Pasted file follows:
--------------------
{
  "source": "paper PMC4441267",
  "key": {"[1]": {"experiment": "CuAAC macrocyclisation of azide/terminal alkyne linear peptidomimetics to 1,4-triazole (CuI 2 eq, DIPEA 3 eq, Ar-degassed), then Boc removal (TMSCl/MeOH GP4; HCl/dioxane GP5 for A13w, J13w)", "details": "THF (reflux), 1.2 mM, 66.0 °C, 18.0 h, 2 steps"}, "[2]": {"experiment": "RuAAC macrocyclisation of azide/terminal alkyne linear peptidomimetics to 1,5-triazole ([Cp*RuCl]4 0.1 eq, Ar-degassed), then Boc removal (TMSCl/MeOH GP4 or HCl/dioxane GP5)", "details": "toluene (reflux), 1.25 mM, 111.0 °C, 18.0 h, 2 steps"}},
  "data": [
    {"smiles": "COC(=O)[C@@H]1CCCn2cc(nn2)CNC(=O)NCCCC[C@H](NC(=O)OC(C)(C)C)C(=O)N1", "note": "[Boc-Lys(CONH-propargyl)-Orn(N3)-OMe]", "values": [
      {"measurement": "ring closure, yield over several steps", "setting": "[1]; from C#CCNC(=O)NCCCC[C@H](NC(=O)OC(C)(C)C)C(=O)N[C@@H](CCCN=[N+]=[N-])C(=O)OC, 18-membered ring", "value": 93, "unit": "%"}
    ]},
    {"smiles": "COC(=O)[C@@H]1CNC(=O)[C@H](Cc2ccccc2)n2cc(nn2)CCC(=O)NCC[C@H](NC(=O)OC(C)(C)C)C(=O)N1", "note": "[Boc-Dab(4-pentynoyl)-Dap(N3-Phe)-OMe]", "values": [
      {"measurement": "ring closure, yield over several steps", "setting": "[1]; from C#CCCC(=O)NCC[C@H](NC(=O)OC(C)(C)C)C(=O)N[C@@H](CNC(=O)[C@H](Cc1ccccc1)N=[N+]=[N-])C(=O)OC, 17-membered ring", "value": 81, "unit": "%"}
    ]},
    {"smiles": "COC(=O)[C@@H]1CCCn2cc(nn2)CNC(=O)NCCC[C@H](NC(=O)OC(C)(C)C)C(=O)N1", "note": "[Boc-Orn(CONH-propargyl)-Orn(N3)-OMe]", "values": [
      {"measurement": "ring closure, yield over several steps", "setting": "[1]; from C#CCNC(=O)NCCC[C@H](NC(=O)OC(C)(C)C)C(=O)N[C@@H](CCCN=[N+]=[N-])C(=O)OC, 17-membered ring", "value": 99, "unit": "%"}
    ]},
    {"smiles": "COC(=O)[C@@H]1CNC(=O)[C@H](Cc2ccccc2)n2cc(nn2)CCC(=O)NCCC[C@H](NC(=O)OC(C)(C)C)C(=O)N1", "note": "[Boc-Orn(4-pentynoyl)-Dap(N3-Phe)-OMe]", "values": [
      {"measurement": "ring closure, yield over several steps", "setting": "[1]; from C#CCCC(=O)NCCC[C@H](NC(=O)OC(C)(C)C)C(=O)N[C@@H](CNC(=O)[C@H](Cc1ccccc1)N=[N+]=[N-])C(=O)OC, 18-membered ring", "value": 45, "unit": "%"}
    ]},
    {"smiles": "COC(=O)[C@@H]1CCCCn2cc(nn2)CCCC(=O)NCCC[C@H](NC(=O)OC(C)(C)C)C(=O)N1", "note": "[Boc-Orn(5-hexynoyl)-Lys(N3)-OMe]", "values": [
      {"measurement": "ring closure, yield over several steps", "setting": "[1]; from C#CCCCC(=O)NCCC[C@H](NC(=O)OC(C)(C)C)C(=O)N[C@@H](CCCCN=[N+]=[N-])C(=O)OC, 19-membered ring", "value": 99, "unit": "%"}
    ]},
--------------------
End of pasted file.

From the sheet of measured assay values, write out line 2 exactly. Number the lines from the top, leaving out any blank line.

  "source": "paper PMC4441267",